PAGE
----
This fall and winter have been a tough slog here at Rancho Deluge. Why just the other day the sun came out and everyone thought it was just another exploding meteorite. Alas, when we finally did locate the sunscreen it was all for not, not even a rainbow to mark the occasion. We were, however, thankful when our eyesight returned.
Springtime is when the vines wake up and we get back to work in the cellar. The Pinot Noirs and Syrah from that great 2012 vintage are just completing their Malo-lactic conversion, and the stainless steel fermented Chardonnay and Viognier are queued up for bottling. Meanwhile, the 2011 vintage Pinot Noirs are ready for blending trials. This really is the most rewarding part of winemaking for us, blending our single vineyard wines for complexity.
Throughout the growing season we are doing our best to grow our wines on the vine. We think of those grape skins as tannin packed flavor and aroma packets. Our job as winegrowers is to understand the style of wines we want to produce and take specific actions in the vineyard to shape the development of those flavors, aromas and tannins. “Human Terroir” if you will.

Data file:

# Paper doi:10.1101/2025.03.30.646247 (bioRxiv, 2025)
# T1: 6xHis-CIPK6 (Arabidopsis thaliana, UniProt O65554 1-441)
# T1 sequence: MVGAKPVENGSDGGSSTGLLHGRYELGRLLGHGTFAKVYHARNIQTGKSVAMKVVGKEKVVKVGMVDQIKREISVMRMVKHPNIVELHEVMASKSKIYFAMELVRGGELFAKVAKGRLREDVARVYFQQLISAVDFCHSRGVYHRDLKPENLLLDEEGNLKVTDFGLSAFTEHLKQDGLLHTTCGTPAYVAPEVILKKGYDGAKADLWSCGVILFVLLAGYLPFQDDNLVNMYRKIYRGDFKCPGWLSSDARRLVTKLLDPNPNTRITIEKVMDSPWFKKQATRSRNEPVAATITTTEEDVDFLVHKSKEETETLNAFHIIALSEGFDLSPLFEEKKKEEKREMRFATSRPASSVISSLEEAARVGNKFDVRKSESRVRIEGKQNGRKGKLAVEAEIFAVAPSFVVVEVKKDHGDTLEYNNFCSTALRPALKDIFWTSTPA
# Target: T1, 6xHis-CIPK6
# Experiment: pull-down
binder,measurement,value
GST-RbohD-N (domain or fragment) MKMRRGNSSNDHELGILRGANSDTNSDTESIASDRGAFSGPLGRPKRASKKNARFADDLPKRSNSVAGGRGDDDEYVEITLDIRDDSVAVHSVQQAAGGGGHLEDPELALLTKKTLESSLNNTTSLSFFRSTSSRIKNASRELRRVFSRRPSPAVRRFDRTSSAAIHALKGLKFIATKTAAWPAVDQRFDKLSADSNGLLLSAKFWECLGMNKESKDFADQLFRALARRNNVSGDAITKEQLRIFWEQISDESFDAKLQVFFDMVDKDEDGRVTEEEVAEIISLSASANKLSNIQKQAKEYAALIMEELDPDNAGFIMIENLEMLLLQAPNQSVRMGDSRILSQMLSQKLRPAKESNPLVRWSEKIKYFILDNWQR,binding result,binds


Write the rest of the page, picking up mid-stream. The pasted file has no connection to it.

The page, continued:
This means we pay attention to how much sun exposure the grapes receive by removing just a few leaves for air circulation, but leave enough that provide partial shade. We also thin off the wings that ripen later than the main cluster and can impart green or unripe flavors. The last, most important decision is always harvest. Once the sugars and acids are within acceptable ranges, we start to taste the berries. Specifically, we are tasting for skin development and monitoring the ripeness of the seeds.
The Back Story:
Once in the winery, we ferment some of the grapes on the stems. We also use the yeast they brought with them from the vineyard. This is known as whole cluster fermentation with indigenous yeast. We know that this fermentation style protects the character of the vineyard and will add stem tannin to the finished wine. This tannin is “alive” and will continue to develop character with bottle age. In the cellar we fill the wine into a combination of new and previously filled French oak barrels. We are also experimenting with Hungarian and Russian oak, but don’t tell anybody – it’s a secret!